Is cohabitation before marriage linked to higher divorce rates?



Nowadays, this is how cohabitation occurs. A boy and girl start dating and spend a lot of time together. They sleep over at each other’s house most of the time.

Little by little, they start dropping things off at each the other person’s place, and then they realize, ‘why should I pay rent when I spend half of my time at your place? Half of my things are already in his house.’

They decide to move in and live together, like a married couple without being married.

30 years ago, this was unheard of, and couples who lived together before marriage were seen as living in sin. But the statistics have changed now.

Over 70% of women have cohabited together with men and two-thirds of married couples lived together before marriage.

Why has it become a thing? Issues surrounding premarital sex are no longer taboo-ed, the availability of different birth control methods and the fact that many young people are living alone.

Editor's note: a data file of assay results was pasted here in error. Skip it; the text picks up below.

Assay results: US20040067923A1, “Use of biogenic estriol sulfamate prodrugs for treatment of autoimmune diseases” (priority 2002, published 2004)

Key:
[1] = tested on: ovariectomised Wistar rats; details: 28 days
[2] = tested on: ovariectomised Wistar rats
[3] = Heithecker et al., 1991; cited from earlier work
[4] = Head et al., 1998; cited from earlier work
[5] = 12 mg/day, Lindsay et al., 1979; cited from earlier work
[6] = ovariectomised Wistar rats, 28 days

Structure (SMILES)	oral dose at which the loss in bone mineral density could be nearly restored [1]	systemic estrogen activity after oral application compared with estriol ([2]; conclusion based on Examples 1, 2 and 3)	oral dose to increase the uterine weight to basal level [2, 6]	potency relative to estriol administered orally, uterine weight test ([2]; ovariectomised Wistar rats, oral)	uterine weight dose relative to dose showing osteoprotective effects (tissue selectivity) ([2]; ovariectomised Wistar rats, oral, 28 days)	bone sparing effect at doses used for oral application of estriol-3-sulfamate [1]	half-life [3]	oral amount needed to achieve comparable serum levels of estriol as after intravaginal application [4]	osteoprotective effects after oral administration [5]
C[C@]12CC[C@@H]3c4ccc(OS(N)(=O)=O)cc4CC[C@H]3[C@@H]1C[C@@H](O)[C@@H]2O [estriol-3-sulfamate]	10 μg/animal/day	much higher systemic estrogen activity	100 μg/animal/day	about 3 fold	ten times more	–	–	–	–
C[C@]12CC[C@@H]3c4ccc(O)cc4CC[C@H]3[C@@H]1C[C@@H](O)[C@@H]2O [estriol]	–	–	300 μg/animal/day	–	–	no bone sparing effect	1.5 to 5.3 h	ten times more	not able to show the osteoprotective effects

Also, most young people have the notion that they should marry only if they have lived together for a while to see if they could get along – it is almost like a test drive.

According to Meg Ryan, a doctor of psychology, men want to move in with their girlfriends because of sex, while women want to move in with their boyfriends because they want to be around love and affection.

However, different research shows that couples who cohabit are less satisfied with their marriages and more likely to divorce than couples who do not.

The Journal of Marriage and Family published a study in 2018 and the result of their study was; “Couples who lived together before marriage had a lower divorce rate in their first year of marriage, but had a higher divorce rate after five years.

Even though some sociologists argue that the effect of cohabitation is minimal.

The much better option is cohabitation after engagement not before – because there is already a clear intention to get married.

As the saying goes, why buy the cow when you can get the milk for free? Plus, irritation and familiarity can easily set in before engagement.

The truth is marriage is a risk, even though, you should talk with your partner and observe them, you cannot simulate a marriage before you get married – because marriages aren’t even perfect.

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